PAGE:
Running prisons for profits: ‘a commercial rather than a humanitarian debate’
Many still argue that prison for profit is wrong in principle but the debate is over as jurisdictions across the world seek ever cheaper solutions to their obsession with incarceration, writes John Podmore. Innovation and the transfer of risk are added to the arguments in favour of private jails but reduced cost – or rather the perception of it – remains the prime motivation.
- John Podmore is an author, freelance consultant and journalist. He worked in the Prison Service for 25 years and governed three prisons – Belmarsh, Swaleside and Brixton. He spent three years as an inspector of prisons. He left the service in March 2011 receiving an award from the High Sheriff of Greater London for outstanding work in criminal justice in London.
- The painting is from the 2010 Koestler Trust exhibition (The Yard 2030 – Maghaberry Prison, Northern Ireland, Commended for Oil/Acrylic Painting 2007) -see HERE.
Unfortunately political dogma has replaced evidence-based policy in this emotive area of criminal justice. There has been little research and none commissioned by Whitehall. The most coherent comes form the Institute of Criminology at the University of Cambridge. It concluded that in England and Wales the best run private prison is better than the best state run prison but that the worst is worse than the worst state run facility, hardly the best basis for the expenditure of billions.
Comparisons are not easy. Until the transfer of HMP Birmingham last year to G4S, private jails in England and Wales have been new, purpose built facilities. Some of those private jails had lost out in subsequent re-tendering processes to state-sponsored bids but it was Birmingham that burst the dam when it fell to the Nick Buckles empire.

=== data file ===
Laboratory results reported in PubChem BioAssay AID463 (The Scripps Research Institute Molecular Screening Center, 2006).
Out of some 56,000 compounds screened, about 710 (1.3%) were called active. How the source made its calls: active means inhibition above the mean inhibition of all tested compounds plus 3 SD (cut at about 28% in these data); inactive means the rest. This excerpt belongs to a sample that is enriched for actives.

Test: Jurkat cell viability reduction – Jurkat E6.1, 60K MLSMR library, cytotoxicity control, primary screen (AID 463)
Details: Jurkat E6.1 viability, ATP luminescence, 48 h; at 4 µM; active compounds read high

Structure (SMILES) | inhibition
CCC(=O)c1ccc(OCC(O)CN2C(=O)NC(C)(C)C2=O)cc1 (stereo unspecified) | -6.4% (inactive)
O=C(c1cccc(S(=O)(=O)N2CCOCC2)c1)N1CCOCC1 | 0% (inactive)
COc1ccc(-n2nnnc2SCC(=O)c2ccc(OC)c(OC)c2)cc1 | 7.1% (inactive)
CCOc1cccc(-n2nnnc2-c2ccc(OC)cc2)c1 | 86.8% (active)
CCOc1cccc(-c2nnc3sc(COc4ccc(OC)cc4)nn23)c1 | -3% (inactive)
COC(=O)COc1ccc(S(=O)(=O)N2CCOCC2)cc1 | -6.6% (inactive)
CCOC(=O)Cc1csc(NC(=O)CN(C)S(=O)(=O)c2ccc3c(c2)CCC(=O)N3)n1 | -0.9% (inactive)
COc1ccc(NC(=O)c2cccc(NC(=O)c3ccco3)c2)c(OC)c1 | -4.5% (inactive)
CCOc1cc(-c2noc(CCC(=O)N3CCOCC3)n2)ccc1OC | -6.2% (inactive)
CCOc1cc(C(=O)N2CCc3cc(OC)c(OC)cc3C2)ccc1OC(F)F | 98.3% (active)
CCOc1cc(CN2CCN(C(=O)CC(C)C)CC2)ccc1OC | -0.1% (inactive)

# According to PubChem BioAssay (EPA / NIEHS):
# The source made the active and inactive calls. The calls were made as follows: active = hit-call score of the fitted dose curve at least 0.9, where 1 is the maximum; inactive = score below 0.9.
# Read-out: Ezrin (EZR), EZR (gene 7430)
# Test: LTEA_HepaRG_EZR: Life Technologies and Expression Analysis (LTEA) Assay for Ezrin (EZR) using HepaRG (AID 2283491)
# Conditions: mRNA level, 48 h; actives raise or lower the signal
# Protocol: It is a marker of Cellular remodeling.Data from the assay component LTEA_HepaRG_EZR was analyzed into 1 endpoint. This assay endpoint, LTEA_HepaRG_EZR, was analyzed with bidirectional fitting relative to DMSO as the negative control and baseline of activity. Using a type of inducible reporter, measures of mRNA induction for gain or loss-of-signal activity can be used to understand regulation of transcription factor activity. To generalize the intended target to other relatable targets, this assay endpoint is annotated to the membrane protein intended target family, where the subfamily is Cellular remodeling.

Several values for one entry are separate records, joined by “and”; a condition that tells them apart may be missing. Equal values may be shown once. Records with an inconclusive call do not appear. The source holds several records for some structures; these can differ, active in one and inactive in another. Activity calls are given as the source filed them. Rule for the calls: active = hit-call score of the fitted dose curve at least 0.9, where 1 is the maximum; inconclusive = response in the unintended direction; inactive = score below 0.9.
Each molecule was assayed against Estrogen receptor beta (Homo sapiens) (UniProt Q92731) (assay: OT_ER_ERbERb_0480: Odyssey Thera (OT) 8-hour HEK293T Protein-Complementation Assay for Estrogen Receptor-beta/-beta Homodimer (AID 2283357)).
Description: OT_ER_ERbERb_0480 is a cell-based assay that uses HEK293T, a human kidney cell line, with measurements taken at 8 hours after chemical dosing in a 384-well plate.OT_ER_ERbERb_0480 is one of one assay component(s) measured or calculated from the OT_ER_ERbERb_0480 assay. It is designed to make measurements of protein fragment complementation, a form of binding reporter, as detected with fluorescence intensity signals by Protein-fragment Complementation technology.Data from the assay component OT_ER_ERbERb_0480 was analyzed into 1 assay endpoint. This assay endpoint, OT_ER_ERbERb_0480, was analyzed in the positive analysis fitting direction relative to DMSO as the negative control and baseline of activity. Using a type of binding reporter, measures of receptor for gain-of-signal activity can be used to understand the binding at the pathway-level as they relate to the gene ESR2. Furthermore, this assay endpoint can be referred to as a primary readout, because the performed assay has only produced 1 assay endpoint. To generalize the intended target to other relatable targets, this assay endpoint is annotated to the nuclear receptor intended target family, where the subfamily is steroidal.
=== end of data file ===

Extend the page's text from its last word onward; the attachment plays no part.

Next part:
Since then an additional nine prisons (only one privately run) have been put out to tender and the glacial commercial process is about to be concluded having been delayed repeatedly to avoid Olympic security debacles, party conferences and cabinet reshuffles. The US presidential election may prove to be the perfect cover under which the results will be announced.
It is likely that most of the nine will end up in the hands of G4S, Serco and a range of other multi-national conglomerates, or ‘new players in the market’ as they are often described. Only time, good quality research and transparency will tell us whether these new contracts will provide decent prisons, value for money, innovation and the transfer of risk (if, in the worst case scenario, Birmingham burns to the ground will G4S pick up the full costs of a rebuild and temporary location of over a thousand prisoners, or do an ‘East Coast mainline rail franchise’ and simply hand the ashes back to Government?). Will we know in time that the contracts were properly set, managed and delivered and lessons of incompetence in the MoD, railways and Olympics be learned? Fingers crossed.